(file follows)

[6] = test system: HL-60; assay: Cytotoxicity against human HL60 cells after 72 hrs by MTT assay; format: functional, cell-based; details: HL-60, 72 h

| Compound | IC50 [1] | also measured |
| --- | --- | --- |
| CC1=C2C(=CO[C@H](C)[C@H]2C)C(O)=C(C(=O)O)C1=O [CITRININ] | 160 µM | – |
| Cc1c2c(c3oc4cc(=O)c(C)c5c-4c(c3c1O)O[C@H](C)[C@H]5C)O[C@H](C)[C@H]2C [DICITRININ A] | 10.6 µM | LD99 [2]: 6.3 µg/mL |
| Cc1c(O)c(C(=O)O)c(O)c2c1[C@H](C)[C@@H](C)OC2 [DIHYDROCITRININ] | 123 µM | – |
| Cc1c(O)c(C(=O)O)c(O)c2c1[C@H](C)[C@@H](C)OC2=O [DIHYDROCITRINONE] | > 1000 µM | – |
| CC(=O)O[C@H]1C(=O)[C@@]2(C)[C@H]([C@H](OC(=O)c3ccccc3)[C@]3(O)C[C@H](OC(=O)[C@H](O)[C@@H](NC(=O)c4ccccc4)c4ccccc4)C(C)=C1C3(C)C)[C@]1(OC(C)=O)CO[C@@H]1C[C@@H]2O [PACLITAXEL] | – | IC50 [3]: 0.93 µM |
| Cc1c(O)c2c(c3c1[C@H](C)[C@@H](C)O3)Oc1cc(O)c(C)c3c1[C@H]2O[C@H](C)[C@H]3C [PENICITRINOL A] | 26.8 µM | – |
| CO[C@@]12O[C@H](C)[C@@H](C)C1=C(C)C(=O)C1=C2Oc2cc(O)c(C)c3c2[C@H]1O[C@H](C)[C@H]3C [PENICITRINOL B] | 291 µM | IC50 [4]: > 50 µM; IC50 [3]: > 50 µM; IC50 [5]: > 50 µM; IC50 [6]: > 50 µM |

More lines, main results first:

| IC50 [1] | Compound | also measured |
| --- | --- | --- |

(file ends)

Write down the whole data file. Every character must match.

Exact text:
[6] = test system: HL-60; assay: Cytotoxicity against human HL60 cells after 72 hrs by MTT assay; format: functional, cell-based; details: HL-60, 72 h

| Compound | IC50 [1] | also measured |
| --- | --- | --- |
| CC1=C2C(=CO[C@H](C)[C@H]2C)C(O)=C(C(=O)O)C1=O [CITRININ] | 160 µM | – |
| Cc1c2c(c3oc4cc(=O)c(C)c5c-4c(c3c1O)O[C@H](C)[C@H]5C)O[C@H](C)[C@H]2C [DICITRININ A] | 10.6 µM | LD99 [2]: 6.3 µg/mL |
| Cc1c(O)c(C(=O)O)c(O)c2c1[C@H](C)[C@@H](C)OC2 [DIHYDROCITRININ] | 123 µM | – |
| Cc1c(O)c(C(=O)O)c(O)c2c1[C@H](C)[C@@H](C)OC2=O [DIHYDROCITRINONE] | > 1000 µM | – |
| CC(=O)O[C@H]1C(=O)[C@@]2(C)[C@H]([C@H](OC(=O)c3ccccc3)[C@]3(O)C[C@H](OC(=O)[C@H](O)[C@@H](NC(=O)c4ccccc4)c4ccccc4)C(C)=C1C3(C)C)[C@]1(OC(C)=O)CO[C@@H]1C[C@@H]2O [PACLITAXEL] | – | IC50 [3]: 0.93 µM |
| Cc1c(O)c2c(c3c1[C@H](C)[C@@H](C)O3)Oc1cc(O)c(C)c3c1[C@H]2O[C@H](C)[C@H]3C [PENICITRINOL A] | 26.8 µM | – |
| CO[C@@]12O[C@H](C)[C@@H](C)C1=C(C)C(=O)C1=C2Oc2cc(O)c(C)c3c2[C@H]1O[C@H](C)[C@H]3C [PENICITRINOL B] | 291 µM | IC50 [4]: > 50 µM; IC50 [3]: > 50 µM; IC50 [5]: > 50 µM; IC50 [6]: > 50 µM |

More lines, main results first:

| IC50 [1] | Compound | also measured |
| --- | --- | --- |